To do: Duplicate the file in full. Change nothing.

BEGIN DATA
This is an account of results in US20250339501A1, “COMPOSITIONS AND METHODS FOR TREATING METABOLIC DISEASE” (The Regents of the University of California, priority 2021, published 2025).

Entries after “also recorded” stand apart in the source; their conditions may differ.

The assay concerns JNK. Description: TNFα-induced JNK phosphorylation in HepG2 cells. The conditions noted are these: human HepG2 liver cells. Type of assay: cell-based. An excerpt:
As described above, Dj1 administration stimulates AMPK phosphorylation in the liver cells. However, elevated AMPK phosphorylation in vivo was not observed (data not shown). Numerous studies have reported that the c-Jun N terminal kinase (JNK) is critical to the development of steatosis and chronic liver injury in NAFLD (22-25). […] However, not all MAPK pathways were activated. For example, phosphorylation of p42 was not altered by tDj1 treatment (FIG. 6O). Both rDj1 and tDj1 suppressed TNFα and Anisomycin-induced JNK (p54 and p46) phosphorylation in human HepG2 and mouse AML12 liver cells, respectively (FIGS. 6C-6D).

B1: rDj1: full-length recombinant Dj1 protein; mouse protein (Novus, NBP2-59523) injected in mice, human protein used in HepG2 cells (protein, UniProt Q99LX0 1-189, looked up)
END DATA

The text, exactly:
This is an account of results in US20250339501A1, “COMPOSITIONS AND METHODS FOR TREATING METABOLIC DISEASE” (The Regents of the University of California, priority 2021, published 2025).

Entries after “also recorded” stand apart in the source; their conditions may differ.

The assay concerns JNK. Description: TNFα-induced JNK phosphorylation in HepG2 cells. The conditions noted are these: human HepG2 liver cells. Type of assay: cell-based. An excerpt:
As described above, Dj1 administration stimulates AMPK phosphorylation in the liver cells. However, elevated AMPK phosphorylation in vivo was not observed (data not shown). Numerous studies have reported that the c-Jun N terminal kinase (JNK) is critical to the development of steatosis and chronic liver injury in NAFLD (22-25). […] However, not all MAPK pathways were activated. For example, phosphorylation of p42 was not altered by tDj1 treatment (FIG. 6O). Both rDj1 and tDj1 suppressed TNFα and Anisomycin-induced JNK (p54 and p46) phosphorylation in human HepG2 and mouse AML12 liver cells, respectively (FIGS. 6C-6D).

B1: rDj1: full-length recombinant Dj1 protein; mouse protein (Novus, NBP2-59523) injected in mice, human protein used in HepG2 cells (protein, UniProt Q99LX0 1-189, looked up)